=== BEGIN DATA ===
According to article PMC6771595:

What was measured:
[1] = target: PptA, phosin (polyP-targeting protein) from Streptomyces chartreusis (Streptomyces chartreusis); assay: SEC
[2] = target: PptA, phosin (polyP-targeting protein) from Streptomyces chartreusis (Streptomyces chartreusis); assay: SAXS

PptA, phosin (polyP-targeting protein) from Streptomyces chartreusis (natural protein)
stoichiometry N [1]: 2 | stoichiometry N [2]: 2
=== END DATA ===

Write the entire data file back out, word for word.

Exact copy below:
According to article PMC6771595:

What was measured:
[1] = target: PptA, phosin (polyP-targeting protein) from Streptomyces chartreusis (Streptomyces chartreusis); assay: SEC
[2] = target: PptA, phosin (polyP-targeting protein) from Streptomyces chartreusis (Streptomyces chartreusis); assay: SAXS

PptA, phosin (polyP-targeting protein) from Streptomyces chartreusis (natural protein)
stoichiometry N [1]: 2 | stoichiometry N [2]: 2